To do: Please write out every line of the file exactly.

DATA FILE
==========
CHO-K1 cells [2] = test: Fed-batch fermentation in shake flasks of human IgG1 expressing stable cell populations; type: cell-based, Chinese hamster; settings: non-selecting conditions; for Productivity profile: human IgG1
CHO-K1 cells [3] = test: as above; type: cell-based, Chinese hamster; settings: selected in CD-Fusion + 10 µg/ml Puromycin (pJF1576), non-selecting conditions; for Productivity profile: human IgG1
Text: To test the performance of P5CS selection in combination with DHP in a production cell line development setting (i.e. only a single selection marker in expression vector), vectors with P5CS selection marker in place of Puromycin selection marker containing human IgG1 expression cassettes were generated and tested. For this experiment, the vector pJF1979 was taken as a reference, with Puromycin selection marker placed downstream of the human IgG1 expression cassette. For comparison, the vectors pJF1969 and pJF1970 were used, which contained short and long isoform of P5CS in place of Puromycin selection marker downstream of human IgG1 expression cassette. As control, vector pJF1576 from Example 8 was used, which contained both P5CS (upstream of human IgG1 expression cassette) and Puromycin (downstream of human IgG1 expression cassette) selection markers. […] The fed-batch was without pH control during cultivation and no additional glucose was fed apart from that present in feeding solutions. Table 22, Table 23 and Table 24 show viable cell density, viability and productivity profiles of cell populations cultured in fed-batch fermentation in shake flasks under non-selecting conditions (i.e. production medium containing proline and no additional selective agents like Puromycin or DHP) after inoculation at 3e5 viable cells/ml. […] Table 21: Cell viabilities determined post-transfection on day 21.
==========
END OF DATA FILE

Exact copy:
CHO-K1 cells [2] = test: Fed-batch fermentation in shake flasks of human IgG1 expressing stable cell populations; type: cell-based, Chinese hamster; settings: non-selecting conditions; for Productivity profile: human IgG1
CHO-K1 cells [3] = test: as above; type: cell-based, Chinese hamster; settings: selected in CD-Fusion + 10 µg/ml Puromycin (pJF1576), non-selecting conditions; for Productivity profile: human IgG1
Text: To test the performance of P5CS selection in combination with DHP in a production cell line development setting (i.e. only a single selection marker in expression vector), vectors with P5CS selection marker in place of Puromycin selection marker containing human IgG1 expression cassettes were generated and tested. For this experiment, the vector pJF1979 was taken as a reference, with Puromycin selection marker placed downstream of the human IgG1 expression cassette. For comparison, the vectors pJF1969 and pJF1970 were used, which contained short and long isoform of P5CS in place of Puromycin selection marker downstream of human IgG1 expression cassette. As control, vector pJF1576 from Example 8 was used, which contained both P5CS (upstream of human IgG1 expression cassette) and Puromycin (downstream of human IgG1 expression cassette) selection markers. […] The fed-batch was without pH control during cultivation and no additional glucose was fed apart from that present in feeding solutions. Table 22, Table 23 and Table 24 show viable cell density, viability and productivity profiles of cell populations cultured in fed-batch fermentation in shake flasks under non-selecting conditions (i.e. production medium containing proline and no additional selective agents like Puromycin or DHP) after inoculation at 3e5 viable cells/ml. […] Table 21: Cell viabilities determined post-transfection on day 21.